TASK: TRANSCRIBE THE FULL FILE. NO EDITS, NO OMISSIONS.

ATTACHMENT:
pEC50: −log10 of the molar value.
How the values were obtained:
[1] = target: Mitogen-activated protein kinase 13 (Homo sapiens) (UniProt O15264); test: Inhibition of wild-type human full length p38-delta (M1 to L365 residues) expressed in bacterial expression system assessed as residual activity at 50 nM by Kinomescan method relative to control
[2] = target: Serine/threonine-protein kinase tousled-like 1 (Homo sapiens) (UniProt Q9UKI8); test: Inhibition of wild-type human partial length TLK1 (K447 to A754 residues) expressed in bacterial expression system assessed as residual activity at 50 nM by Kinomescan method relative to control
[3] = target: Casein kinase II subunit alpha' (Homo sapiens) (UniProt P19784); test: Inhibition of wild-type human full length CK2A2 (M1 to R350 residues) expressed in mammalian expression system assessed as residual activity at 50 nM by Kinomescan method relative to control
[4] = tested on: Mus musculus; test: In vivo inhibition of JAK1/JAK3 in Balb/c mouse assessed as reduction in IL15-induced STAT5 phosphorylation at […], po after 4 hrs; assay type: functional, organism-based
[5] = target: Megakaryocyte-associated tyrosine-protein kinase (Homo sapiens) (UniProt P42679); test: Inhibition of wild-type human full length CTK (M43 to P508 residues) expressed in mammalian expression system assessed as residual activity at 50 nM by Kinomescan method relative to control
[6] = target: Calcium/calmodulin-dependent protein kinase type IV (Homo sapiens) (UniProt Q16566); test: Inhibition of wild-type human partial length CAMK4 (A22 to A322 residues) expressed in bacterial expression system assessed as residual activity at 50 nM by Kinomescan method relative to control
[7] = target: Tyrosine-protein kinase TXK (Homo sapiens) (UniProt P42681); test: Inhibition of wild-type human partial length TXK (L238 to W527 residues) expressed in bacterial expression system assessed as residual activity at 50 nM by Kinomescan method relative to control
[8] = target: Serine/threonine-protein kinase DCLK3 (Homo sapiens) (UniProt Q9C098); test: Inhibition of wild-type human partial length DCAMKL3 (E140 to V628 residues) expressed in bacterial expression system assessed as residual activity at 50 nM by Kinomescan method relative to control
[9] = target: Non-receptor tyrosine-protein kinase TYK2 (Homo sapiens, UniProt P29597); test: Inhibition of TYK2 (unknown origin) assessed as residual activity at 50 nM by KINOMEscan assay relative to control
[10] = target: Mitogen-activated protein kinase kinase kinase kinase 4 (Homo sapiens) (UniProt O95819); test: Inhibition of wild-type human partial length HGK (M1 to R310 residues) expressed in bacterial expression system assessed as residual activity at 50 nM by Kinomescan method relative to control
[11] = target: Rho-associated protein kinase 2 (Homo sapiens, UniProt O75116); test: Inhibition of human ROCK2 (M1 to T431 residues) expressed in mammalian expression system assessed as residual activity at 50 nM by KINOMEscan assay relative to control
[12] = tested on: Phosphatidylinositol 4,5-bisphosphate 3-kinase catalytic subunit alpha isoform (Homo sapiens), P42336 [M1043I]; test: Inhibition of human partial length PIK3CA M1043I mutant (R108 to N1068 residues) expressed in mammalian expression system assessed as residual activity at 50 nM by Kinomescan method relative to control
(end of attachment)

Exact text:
pEC50: −log10 of the molar value.
How the values were obtained:
[1] = target: Mitogen-activated protein kinase 13 (Homo sapiens) (UniProt O15264); test: Inhibition of wild-type human full length p38-delta (M1 to L365 residues) expressed in bacterial expression system assessed as residual activity at 50 nM by Kinomescan method relative to control
[2] = target: Serine/threonine-protein kinase tousled-like 1 (Homo sapiens) (UniProt Q9UKI8); test: Inhibition of wild-type human partial length TLK1 (K447 to A754 residues) expressed in bacterial expression system assessed as residual activity at 50 nM by Kinomescan method relative to control
[3] = target: Casein kinase II subunit alpha' (Homo sapiens) (UniProt P19784); test: Inhibition of wild-type human full length CK2A2 (M1 to R350 residues) expressed in mammalian expression system assessed as residual activity at 50 nM by Kinomescan method relative to control
[4] = tested on: Mus musculus; test: In vivo inhibition of JAK1/JAK3 in Balb/c mouse assessed as reduction in IL15-induced STAT5 phosphorylation at […], po after 4 hrs; assay type: functional, organism-based
[5] = target: Megakaryocyte-associated tyrosine-protein kinase (Homo sapiens) (UniProt P42679); test: Inhibition of wild-type human full length CTK (M43 to P508 residues) expressed in mammalian expression system assessed as residual activity at 50 nM by Kinomescan method relative to control
[6] = target: Calcium/calmodulin-dependent protein kinase type IV (Homo sapiens) (UniProt Q16566); test: Inhibition of wild-type human partial length CAMK4 (A22 to A322 residues) expressed in bacterial expression system assessed as residual activity at 50 nM by Kinomescan method relative to control
[7] = target: Tyrosine-protein kinase TXK (Homo sapiens) (UniProt P42681); test: Inhibition of wild-type human partial length TXK (L238 to W527 residues) expressed in bacterial expression system assessed as residual activity at 50 nM by Kinomescan method relative to control
[8] = target: Serine/threonine-protein kinase DCLK3 (Homo sapiens) (UniProt Q9C098); test: Inhibition of wild-type human partial length DCAMKL3 (E140 to V628 residues) expressed in bacterial expression system assessed as residual activity at 50 nM by Kinomescan method relative to control
[9] = target: Non-receptor tyrosine-protein kinase TYK2 (Homo sapiens, UniProt P29597); test: Inhibition of TYK2 (unknown origin) assessed as residual activity at 50 nM by KINOMEscan assay relative to control
[10] = target: Mitogen-activated protein kinase kinase kinase kinase 4 (Homo sapiens) (UniProt O95819); test: Inhibition of wild-type human partial length HGK (M1 to R310 residues) expressed in bacterial expression system assessed as residual activity at 50 nM by Kinomescan method relative to control
[11] = target: Rho-associated protein kinase 2 (Homo sapiens, UniProt O75116); test: Inhibition of human ROCK2 (M1 to T431 residues) expressed in mammalian expression system assessed as residual activity at 50 nM by KINOMEscan assay relative to control
[12] = tested on: Phosphatidylinositol 4,5-bisphosphate 3-kinase catalytic subunit alpha isoform (Homo sapiens), P42336 [M1043I]; test: Inhibition of human partial length PIK3CA M1043I mutant (R108 to N1068 residues) expressed in mammalian expression system assessed as residual activity at 50 nM by Kinomescan method relative to control